Walt Anderson has now lost complete control of the game, and has to use his microphone to tell players the half is not over. Buffalo lines up for the 49 yard kick attempt, but now the play clock has wound down because the refs are trying to clean up the confusion they have caused. The official does not move from over the ball until there are less than 5 seconds left, and by the time Buffalo is allowed to snap the ball they are flagged for delay of game – are you kidding me? Back the ball up five yards and Carpenter misses from 54 yards (naturally). I’m not quite sure how the Bills could get screwed three times on the same play, but they did and it cost them points – points that were critical.

Fast forward to the end of the game and Buffalo is driving with less than three minutes to go. Instead of trying to win on a touchdown or tie by a field goal, the Bills now have to go for the touchdown because they are down by six points, not three. On the final play of the game Taylor rolls out of the pocket and tries to throw into the end zone, when the refs strike again. The pass is incomplete, Seattle wins, despite the fact that two Bills receivers were absolutely mugged on the play.

As I mentioned earlier, I’ve been watching football seriously for over 30 years, and I consider myself pretty knowledgeable about the rules. Being a Bills fan, I am sometimes treated to the old “you didn’t know about this rule because it is never called unless it screws the Bills, but it’s on the books and we’re calling it – hey, aren’t you glad you learned something today?” This is very similar to the old “tuck rule” that stated “any fumble by a quarterback named Tom Brady is not actually a fumble if he was pump faking the ball” – a rule nobody knew existed until it was called to overturn an obvious fumble.

According to the Internet (so it must be true), if a quarterback rolls out of the pocket (which Taylor did), defenders are no longer prevented from making contact with receivers beyond five yards of the line of scrimmage – there is no longer an illegal contact zone afforded to the receiver. Evidently, that allows Richard Sherman to de-cleat Walter Powell who was running down the goal line and didn't even look at Sherman. It also must allow blatant holding against the receiver at the top of the play (LeSean McCoy?) as he was held and dragged out of bounds. Good to know. Now I’m even more upset at the Bills defensive backs – those guys must really suck because they are not tackling/leveling/murdering their receivers because the quarterback left the pocket – boy, we really need a better secondary. So instead of getting defensive holding or pass interference or unnecessary roughness for hitting a defenseless receiver and getting the ball at the one yard line, the Bills lose – good one.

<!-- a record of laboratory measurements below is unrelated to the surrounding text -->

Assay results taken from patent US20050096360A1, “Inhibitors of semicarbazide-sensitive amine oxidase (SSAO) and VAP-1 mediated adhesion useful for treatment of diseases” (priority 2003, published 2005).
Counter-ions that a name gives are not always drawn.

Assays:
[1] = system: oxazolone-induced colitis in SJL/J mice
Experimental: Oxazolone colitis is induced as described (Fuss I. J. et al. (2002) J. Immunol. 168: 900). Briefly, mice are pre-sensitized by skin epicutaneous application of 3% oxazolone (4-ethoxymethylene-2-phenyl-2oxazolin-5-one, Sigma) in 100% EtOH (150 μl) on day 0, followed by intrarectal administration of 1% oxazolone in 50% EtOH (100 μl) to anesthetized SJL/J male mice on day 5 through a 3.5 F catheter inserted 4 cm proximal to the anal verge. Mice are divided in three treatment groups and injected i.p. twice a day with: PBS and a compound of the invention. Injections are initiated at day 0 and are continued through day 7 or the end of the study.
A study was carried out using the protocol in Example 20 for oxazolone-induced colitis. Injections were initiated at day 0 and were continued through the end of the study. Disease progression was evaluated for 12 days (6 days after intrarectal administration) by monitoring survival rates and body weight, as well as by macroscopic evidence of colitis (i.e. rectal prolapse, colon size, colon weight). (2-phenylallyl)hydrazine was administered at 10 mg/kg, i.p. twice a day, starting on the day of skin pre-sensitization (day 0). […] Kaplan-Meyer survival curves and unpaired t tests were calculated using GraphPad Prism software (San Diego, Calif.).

In a league that is always harping on player safety, they certainly seem not to care if guys are getting hit hard, just so long as that player is not named Brady, Rodgers or Brees (if it’s Cam Newton, please, tee off). The inconsistencies in the NFL just drive you insane, don’t they?

OK, so the officials screwed Buffalo hard, but the Bills were in it until the end. Taylor had arguably his best game as a Bill – 289 yards with one touchdown throwing, another by rushing and one interception. He moved the ball and lead multiple, time-consuming drives. He used his legs and added 43 yards on the ground. The only thing he didn’t do was drive the team to the winning score, and that’s where I have a problem. Just about every week I’ve been noting that Taylor was not the reason the Bills lost, nor was he the reason the Bills won. It’ nice to have that, but I need more from a guy the Bills are considering making their franchise quarterback. To be a franchise quarterback you need to be able to take a team and drive them to a victory. Tyrod has had opportunities to win games, but hasn’t – that’s something the team needs. To be a franchise quarterback Taylor need to start taking some opportunities to lead the Bills to game-winning drives – with his arm, with his feet, with his leadership.

It’s hard to knock Tyrod for his play – he really has been quite good, but I don’t’ know if he’s good enough for the enormous contract awaiting him. Statistically he’s no better than a whole slew of other Bills quarterbacks, but those guys all lost games for the Bills and we have plenty of bad memories. I could easily see Ryan Fitzpatrick leading the Bills to victory in Monday’s game, then coming back to throw 4 interceptions and give away the next game against the Bengals – is it better to have a quarterback who will win some for you and lose some for you, or one that does neither? Does it matter?

But enough about the Seattle game – it’s not going to change. The Bills now have a losing record as they enter the bye week, and their playoff hopes are all but gone. This shouldn’t be anything shocking to Bills fans – this is where we normally are in our march to 7-9 and the 12th pick in the draft. We’ll be without Eric Wood who broke his leg late in the game, but hey – what’s one more top player not on the field for the Bills? Maybe next year we’ll avoid the injuries and bong hits that prevent the Bills from ever having all of their talent appear in the same game – wouldn’t that be something?

So maybe I’m still angry – angry at a bad loss, angry about the direction of the Bills, angry that nothing ever seems to change. Luckily I hear that as a way to calm stressed out voters, the San Francisco Zoo has a live feed of its playful red pandas streaming on its website – I should check that out, because if I find myself wanting to punch a panda I may need to give-up football for a bit.